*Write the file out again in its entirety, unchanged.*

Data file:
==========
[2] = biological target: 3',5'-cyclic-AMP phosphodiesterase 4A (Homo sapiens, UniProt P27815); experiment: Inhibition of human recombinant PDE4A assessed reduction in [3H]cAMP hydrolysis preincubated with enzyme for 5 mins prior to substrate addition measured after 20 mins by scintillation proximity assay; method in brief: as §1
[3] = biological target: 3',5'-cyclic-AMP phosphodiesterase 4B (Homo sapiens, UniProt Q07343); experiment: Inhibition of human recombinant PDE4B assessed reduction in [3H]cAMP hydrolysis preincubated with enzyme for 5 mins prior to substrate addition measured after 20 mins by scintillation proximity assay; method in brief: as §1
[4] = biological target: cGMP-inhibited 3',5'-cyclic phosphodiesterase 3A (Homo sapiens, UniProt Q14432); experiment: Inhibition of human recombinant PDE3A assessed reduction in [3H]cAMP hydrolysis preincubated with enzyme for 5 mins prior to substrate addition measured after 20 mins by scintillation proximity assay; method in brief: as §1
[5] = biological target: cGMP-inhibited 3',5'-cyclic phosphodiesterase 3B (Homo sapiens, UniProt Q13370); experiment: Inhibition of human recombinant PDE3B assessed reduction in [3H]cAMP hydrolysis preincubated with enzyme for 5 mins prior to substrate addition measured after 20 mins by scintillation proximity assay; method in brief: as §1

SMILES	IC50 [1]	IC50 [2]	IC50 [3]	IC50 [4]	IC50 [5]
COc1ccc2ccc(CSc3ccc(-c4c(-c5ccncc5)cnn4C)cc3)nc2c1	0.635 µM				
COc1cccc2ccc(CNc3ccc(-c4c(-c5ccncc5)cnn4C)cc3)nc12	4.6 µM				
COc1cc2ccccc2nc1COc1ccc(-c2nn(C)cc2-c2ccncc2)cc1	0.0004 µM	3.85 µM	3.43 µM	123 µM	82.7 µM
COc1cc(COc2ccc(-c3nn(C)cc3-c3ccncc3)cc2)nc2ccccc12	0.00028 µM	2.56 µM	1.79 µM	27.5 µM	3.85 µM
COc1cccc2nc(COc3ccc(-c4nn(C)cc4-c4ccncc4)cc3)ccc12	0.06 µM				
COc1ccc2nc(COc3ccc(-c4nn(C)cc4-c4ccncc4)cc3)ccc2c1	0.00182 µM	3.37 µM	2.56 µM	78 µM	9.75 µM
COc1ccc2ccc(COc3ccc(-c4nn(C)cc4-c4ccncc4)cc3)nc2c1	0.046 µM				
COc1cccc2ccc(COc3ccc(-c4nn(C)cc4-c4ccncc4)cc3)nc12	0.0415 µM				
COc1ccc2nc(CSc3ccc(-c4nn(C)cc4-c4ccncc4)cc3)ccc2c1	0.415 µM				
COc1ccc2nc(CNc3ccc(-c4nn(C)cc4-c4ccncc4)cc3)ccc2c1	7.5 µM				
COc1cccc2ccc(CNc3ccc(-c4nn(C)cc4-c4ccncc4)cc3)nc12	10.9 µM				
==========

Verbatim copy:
[2] = biological target: 3',5'-cyclic-AMP phosphodiesterase 4A (Homo sapiens, UniProt P27815); experiment: Inhibition of human recombinant PDE4A assessed reduction in [3H]cAMP hydrolysis preincubated with enzyme for 5 mins prior to substrate addition measured after 20 mins by scintillation proximity assay; method in brief: as §1
[3] = biological target: 3',5'-cyclic-AMP phosphodiesterase 4B (Homo sapiens, UniProt Q07343); experiment: Inhibition of human recombinant PDE4B assessed reduction in [3H]cAMP hydrolysis preincubated with enzyme for 5 mins prior to substrate addition measured after 20 mins by scintillation proximity assay; method in brief: as §1
[4] = biological target: cGMP-inhibited 3',5'-cyclic phosphodiesterase 3A (Homo sapiens, UniProt Q14432); experiment: Inhibition of human recombinant PDE3A assessed reduction in [3H]cAMP hydrolysis preincubated with enzyme for 5 mins prior to substrate addition measured after 20 mins by scintillation proximity assay; method in brief: as §1
[5] = biological target: cGMP-inhibited 3',5'-cyclic phosphodiesterase 3B (Homo sapiens, UniProt Q13370); experiment: Inhibition of human recombinant PDE3B assessed reduction in [3H]cAMP hydrolysis preincubated with enzyme for 5 mins prior to substrate addition measured after 20 mins by scintillation proximity assay; method in brief: as §1

SMILES	IC50 [1]	IC50 [2]	IC50 [3]	IC50 [4]	IC50 [5]
COc1ccc2ccc(CSc3ccc(-c4c(-c5ccncc5)cnn4C)cc3)nc2c1	0.635 µM				
COc1cccc2ccc(CNc3ccc(-c4c(-c5ccncc5)cnn4C)cc3)nc12	4.6 µM				
COc1cc2ccccc2nc1COc1ccc(-c2nn(C)cc2-c2ccncc2)cc1	0.0004 µM	3.85 µM	3.43 µM	123 µM	82.7 µM
COc1cc(COc2ccc(-c3nn(C)cc3-c3ccncc3)cc2)nc2ccccc12	0.00028 µM	2.56 µM	1.79 µM	27.5 µM	3.85 µM
COc1cccc2nc(COc3ccc(-c4nn(C)cc4-c4ccncc4)cc3)ccc12	0.06 µM				
COc1ccc2nc(COc3ccc(-c4nn(C)cc4-c4ccncc4)cc3)ccc2c1	0.00182 µM	3.37 µM	2.56 µM	78 µM	9.75 µM
COc1ccc2ccc(COc3ccc(-c4nn(C)cc4-c4ccncc4)cc3)nc2c1	0.046 µM				
COc1cccc2ccc(COc3ccc(-c4nn(C)cc4-c4ccncc4)cc3)nc12	0.0415 µM				
COc1ccc2nc(CSc3ccc(-c4nn(C)cc4-c4ccncc4)cc3)ccc2c1	0.415 µM				
COc1ccc2nc(CNc3ccc(-c4nn(C)cc4-c4ccncc4)cc3)ccc2c1	7.5 µM				
COc1cccc2ccc(CNc3ccc(-c4nn(C)cc4-c4ccncc4)cc3)nc12	10.9 µM				